It’s amazing how much progress we have made in cosmology over the last few decades, but we shouldn’t use that as an excuse to get complacent. Cosmology is about the biggest questions in science. That alone makes it an exciting subject to work in. It’s an adventure. And the last thing you want on an adventure is for the journey to be too comfortable.

Another Nobel Prize for Cosmology!

Posted in The Universe and Stuff with tags , , , , , , , on October 4, 2011 by telescoper

Just time in between teaching and meetings for a quick post on today’s announcement that the 2011 Nobel Prize for Physics has gone to Saul Perlmutter, Brian P. Schmidt and Adam G. Riess “for the discovery of the accelerating expansion of the Universe through observations of distant supernovae.”

I’ve taken the liberty of copying the following text from the press release on the Nobel Foundation website

In 1998, cosmology was shaken at its foundations as two research teams presented their findings. Headed by Saul Perlmutter, one of the teams had set to work in 1988. Brian Schmidt headed another team, launched at the end of 1994, where Adam Riess was to play a crucial role.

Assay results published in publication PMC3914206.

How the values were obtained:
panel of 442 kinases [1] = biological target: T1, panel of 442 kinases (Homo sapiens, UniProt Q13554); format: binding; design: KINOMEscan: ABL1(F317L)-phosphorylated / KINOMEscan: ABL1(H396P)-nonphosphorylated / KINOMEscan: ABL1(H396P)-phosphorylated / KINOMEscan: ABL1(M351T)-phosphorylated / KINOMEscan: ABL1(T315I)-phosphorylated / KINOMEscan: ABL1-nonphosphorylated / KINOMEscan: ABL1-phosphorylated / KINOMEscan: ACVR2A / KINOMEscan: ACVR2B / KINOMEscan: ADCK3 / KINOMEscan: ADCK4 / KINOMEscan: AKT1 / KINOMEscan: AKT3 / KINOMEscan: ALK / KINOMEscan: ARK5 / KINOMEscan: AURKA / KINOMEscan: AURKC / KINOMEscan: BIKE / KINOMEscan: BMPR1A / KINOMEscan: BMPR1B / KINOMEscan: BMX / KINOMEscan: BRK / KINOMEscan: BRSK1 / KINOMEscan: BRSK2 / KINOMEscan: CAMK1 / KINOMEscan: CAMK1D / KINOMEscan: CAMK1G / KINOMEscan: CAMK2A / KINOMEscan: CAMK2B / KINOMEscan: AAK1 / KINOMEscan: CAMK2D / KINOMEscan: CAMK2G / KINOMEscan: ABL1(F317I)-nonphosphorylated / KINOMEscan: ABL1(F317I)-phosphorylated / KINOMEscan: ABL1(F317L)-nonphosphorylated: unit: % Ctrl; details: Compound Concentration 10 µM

The research teams raced to map the Universe by locating the most distant supernovae. More sophisticated telescopes on the ground and in space, as well as more powerful computers and new digital imaging sensors (CCD, Nobel Prize in Physics in 2009), opened the possibility in the 1990s to add more pieces to the cosmological puzzle.

The teams used a particular kind of supernova, called type Ia supernova. It is an explosion of an old compact star that is as heavy as the Sun but as small as the Earth. A single such supernova can emit as much light as a whole galaxy. All in all, the two research teams found over 50 distant supernovae whose light was weaker than expected – this was a sign that the expansion of the Universe was accelerating. The potential pitfalls had been numerous, and the scientists found reassurance in the fact that both groups had reached the same astonishing conclusion.

For almost a century, the Universe has been known to be expanding as a consequence of the Big Bang about 14 billion years ago. However, the discovery that this expansion is accelerating is astounding. If the expansion will continue to speed up the Universe will end in ice.